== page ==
If you missed our Burlington City Council meeting on Monday, Nov. 18, here are some of the highlights of what we did — for a full recap of all the recommendations carried by Council from the Nov. 5 and Nov. 12 Planning and Development Committee (P&D) meetings, please click the respective links: Post-Meeting Minutes – Planning and Development Committee_Nov05_2019 / Post-Meeting Minutes – Planning and Development Committee – Public_Nov12_2019 / Post-Meeting Minutes – Regular Meeting of Council_Nov18_2019.
• 2020 BUDGET OVERVIEW — Finance Department report, moved by Ward 6 Councillor Angelo Bentivegna at committee (Item was referred from the Nov. 4 COW meeting)
Receive and file the proposed 2020 budget book; and Direct staff to present the recommendations in Appendix A to finance department report F-46-19 to the Committee of the Whole – Budget meetings of Dec. 10 and 12, 2019 for review and approval, taking into consideration committee amendments.
Carried unanimously by Council.
This report is an overview of the 2020 budget. In-depth budget talks will take place next month on Dec. 10 and 12. At that time, Council will have the opportunity to bring our Budget Action Requests (BARs) that reflect the input we have heard from residents.
• RECOMMENDATION REPORT FOR 143 BLUE WATER PLACE & 105 AVONDALE COURT — Department of Community Planning report, moved by Ward 4 Councillor Shawna Stolte at committee:
- Approve the zoning by-law amendment application submitted by Bloomfield Developments to rezone the property at 143 Blue Water Place & 105 Avondale Court from “R1.2” to “R1.2-502” and “O2” to permit eight detached dwellings fronting a public road on the basis that it conforms to the Provincial Policy Statement, the Places to Grow Act and the Regional Official Plan; and
- Adopt Zoning By-law 2020.417, attached as Appendix B to department of city building report PB-69-19, rezoning the lands at 143 Blue Water Place & 105 Avondale Court from “R1.2” to “R1.2-502” and “O2”; and
- Deem that Zoning By-law 2020.417 conforms to the Official Plan of the City of Burlington; and
- Approve the application submitted by Bloomfield Developments Inc. to draft approve a residential plan of subdivision consisting of eight lots, four blocks, and a public road at 143 Blue Water Place and 105 Avondale Court, as shown in Appendix A of department of city building report PB-69-19, subject to the conditions contained in Appendix C of that report; and
- Direct the Executive Director of Capital Works to include for consideration the development of the Blue Water Window-to-the-Lake as part of the 2021 Capital Budget and Forecast; and
Moved by me at committee:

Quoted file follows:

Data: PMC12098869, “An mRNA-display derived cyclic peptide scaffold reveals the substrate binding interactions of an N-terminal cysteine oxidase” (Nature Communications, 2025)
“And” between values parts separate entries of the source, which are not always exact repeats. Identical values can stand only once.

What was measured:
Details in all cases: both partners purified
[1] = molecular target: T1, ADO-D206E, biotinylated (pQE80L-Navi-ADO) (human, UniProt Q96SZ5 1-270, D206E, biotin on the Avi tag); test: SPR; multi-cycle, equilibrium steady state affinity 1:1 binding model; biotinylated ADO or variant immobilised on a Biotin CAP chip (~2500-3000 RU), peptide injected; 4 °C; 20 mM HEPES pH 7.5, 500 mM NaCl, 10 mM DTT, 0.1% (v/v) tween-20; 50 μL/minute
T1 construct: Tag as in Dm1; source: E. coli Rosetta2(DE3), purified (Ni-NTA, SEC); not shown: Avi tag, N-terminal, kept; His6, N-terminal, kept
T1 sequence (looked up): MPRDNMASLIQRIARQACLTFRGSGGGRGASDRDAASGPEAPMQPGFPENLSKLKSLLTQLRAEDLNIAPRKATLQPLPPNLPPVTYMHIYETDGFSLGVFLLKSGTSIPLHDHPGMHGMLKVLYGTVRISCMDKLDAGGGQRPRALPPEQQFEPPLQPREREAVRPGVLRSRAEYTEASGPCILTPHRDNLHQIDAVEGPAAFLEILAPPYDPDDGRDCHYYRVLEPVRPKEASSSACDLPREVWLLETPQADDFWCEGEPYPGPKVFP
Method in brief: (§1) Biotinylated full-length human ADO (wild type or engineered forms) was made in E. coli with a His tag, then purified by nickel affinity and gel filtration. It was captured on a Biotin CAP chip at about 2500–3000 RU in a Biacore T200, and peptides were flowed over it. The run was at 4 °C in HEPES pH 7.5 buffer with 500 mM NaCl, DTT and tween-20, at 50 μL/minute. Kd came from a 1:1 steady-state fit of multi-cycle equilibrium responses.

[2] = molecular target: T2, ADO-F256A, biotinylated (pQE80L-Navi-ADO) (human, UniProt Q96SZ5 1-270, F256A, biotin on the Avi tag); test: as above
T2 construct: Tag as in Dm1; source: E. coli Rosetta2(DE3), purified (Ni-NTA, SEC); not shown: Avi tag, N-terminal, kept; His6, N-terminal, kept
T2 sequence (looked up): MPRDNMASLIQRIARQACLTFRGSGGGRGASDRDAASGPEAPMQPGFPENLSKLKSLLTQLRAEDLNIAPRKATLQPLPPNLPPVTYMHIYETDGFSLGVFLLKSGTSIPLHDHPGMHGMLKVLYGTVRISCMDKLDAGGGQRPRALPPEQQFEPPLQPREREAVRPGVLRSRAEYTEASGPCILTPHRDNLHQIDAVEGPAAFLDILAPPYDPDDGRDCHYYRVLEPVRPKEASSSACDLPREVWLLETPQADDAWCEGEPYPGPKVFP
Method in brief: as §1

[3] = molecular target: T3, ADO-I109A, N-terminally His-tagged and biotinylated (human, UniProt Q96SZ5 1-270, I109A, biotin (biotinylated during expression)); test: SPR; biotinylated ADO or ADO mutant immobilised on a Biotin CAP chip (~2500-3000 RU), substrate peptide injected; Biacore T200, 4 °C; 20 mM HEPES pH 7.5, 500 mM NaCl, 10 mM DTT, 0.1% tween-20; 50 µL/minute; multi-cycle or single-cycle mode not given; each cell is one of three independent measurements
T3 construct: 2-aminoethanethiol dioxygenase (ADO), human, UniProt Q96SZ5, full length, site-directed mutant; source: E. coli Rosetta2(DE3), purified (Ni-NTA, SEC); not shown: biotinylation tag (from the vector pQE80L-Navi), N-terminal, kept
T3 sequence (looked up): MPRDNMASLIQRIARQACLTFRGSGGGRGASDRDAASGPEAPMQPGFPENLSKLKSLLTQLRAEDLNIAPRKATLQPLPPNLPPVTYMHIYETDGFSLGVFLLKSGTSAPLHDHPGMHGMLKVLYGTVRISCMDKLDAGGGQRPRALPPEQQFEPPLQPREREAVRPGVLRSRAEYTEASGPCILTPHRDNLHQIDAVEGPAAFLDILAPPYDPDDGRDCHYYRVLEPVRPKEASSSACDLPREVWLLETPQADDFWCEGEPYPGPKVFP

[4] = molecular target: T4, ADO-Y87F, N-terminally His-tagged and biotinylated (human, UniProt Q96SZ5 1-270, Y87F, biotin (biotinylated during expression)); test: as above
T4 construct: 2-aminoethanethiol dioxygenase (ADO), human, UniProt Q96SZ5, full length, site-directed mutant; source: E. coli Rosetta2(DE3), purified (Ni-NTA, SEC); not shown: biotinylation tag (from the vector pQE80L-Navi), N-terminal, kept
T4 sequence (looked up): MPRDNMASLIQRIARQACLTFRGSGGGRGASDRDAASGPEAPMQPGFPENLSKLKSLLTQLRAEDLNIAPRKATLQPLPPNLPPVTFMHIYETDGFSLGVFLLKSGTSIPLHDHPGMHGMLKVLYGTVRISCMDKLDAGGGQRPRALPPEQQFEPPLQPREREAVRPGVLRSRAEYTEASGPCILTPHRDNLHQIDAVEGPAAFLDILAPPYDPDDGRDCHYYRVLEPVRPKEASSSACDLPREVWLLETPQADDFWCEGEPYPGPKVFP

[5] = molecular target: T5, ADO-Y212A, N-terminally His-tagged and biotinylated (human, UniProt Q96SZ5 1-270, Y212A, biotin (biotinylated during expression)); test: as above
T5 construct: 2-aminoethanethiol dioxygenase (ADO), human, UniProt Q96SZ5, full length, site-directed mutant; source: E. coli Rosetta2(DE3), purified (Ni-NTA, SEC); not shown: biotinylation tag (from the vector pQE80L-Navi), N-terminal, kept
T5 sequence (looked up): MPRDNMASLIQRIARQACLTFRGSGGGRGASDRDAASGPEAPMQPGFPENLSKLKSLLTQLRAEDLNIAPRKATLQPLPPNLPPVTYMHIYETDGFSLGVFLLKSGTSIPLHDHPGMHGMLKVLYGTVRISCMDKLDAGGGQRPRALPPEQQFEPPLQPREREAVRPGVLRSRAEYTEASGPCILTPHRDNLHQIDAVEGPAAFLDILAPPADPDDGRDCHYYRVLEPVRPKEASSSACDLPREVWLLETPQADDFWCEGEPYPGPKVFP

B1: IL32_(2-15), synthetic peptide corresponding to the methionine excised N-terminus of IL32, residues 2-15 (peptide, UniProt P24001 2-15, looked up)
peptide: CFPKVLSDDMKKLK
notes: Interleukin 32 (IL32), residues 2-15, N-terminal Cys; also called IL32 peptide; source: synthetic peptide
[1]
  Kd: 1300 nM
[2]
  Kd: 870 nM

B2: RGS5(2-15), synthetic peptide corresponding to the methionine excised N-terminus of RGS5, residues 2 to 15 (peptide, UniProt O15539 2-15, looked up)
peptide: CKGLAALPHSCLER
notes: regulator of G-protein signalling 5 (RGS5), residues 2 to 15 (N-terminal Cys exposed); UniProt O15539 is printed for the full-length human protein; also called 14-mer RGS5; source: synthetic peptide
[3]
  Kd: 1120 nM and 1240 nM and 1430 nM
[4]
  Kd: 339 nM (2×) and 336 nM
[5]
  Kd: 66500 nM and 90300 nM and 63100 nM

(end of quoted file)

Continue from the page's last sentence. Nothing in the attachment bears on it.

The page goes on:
- Direct the Executive Director of Community Planning, Regulation and Mobility to remove the requirement for sidewalks in the conditions of subdivision approval for 143 Blue Water Place and 105 Avondale Court; and
- Direct the Executive Director of Environment, Infrastructure and Community Services to report back on potential cost of expanding Block 2 beyond 5% parkland dedication.
Carried by a 5-2 vote by Council, with Councillors Angelo Bentivegna and Paul Sharman voting against.
Staff report: PB-69-19 – 143 Blue Water Place Recommendation Report.
This file has come light years from when it was first proposed, thanks to the community input. My vision 100 years from now, and I would love to play my part today in achieving that vision 100 years from now, is a continuous path from Niagara Falls to Ottawa along our public waterfront. Imagine what that would do for public access to the waterfront, for tourism, for anything that we value. A continuous pathway. I think the worst decision that any council has ever made was to sell public waterfront land to settle for a window to the lake.
• CANNABIS PRODUCTION STUDY – STAGE TWO WORK PLAN — Department of City Building – Planning, Building and Culture report, moved by Ward 1 Councillor Kelvin Galbraith at committee.
Direct the Executive Director of Community Planning, Regulation and Mobility to proceed with the “Stage Two” Work Plan of the Cannabis Production Study, as outlined in department of community planning report PB-68-19.
Carried by a 6-1 vote by Council, with Councillor Shawna Stolte voting against.
We have to get on with this because we know there are businesses looking to locate in Burlington. I’m very proud of how we have engaged this conversation, it has been very respectful. We need to hear all the perspectives. This is not an easy discussion to have and many municipalities chose to check out of it. I think we showed how to do this well and thoughtfully. There are more restrictions on cannabis than alcohol. You cannot be inside the premises if you are underage. I think we’re taking a thoughtful approach to allowing a legal business operate in our city and not stigmatize it. The process has been eye-opening for me. I’m proud of how we as a community, collectively, have approached this issue.
• INFORMATION REPORT FOR 2093, 2097 and 2101 OLD LAKESHORE ROAD and 2096 and 2100 LAKESHORE ROAD — Department of City Building – Planning, Building and Culture report, moved by Ward 3 Councillor Rory Nisan at committee.
Receive and file department of city building report PB-72-19 regarding official plan and rezoning amendments for 2093, 2097, 2101 Old Lakeshore Road and 2096, 2100 Lakeshore Road.